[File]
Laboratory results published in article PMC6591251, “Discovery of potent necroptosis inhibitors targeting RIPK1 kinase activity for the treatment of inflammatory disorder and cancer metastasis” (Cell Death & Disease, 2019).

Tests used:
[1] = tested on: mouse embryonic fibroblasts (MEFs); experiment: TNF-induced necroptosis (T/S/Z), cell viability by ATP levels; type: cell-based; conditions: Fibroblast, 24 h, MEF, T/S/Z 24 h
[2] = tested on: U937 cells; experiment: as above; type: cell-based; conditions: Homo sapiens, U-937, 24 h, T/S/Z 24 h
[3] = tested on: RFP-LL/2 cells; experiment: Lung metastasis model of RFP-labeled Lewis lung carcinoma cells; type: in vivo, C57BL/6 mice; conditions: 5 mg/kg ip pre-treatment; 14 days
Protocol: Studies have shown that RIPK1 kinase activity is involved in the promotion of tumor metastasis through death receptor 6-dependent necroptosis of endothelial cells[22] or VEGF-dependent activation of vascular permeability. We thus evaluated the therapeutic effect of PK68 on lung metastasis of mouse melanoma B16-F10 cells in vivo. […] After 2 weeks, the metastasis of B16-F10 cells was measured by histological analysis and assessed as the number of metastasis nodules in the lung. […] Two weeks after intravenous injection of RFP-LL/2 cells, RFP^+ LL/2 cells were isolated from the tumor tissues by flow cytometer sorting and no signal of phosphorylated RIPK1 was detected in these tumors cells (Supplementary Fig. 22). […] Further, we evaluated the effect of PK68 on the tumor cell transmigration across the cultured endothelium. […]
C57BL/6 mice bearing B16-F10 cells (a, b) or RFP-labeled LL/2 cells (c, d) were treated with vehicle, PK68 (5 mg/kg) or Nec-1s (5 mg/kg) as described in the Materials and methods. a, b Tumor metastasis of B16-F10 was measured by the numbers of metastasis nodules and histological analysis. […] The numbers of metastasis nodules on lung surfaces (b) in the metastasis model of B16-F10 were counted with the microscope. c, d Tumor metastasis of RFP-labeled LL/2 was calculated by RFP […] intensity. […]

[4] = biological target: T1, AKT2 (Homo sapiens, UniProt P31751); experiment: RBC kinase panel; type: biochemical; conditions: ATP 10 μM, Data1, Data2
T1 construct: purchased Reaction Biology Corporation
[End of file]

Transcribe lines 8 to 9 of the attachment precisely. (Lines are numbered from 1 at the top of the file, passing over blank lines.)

[4] = biological target: T1, AKT2 (Homo sapiens, UniProt P31751); experiment: RBC kinase panel; type: biochemical; conditions: ATP 10 μM, Data1, Data2
T1 construct: purchased Reaction Biology Corporation